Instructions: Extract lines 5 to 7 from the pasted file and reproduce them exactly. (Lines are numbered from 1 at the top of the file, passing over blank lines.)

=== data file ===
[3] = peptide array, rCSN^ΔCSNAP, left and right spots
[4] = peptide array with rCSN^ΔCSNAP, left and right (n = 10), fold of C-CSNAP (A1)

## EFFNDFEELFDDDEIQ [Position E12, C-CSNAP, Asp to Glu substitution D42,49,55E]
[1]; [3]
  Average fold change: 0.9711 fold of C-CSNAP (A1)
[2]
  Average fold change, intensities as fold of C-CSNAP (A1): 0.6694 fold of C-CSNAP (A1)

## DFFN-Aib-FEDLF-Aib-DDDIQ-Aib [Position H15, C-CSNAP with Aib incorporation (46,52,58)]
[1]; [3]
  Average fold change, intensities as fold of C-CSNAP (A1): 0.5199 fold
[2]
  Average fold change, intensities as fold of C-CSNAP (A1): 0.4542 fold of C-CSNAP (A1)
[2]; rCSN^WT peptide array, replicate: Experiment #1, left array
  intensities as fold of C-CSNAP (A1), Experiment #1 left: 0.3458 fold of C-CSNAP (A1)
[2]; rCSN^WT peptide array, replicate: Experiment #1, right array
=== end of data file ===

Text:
  Average fold change: 0.9711 fold of C-CSNAP (A1)
[2]
  Average fold change, intensities as fold of C-CSNAP (A1): 0.6694 fold of C-CSNAP (A1)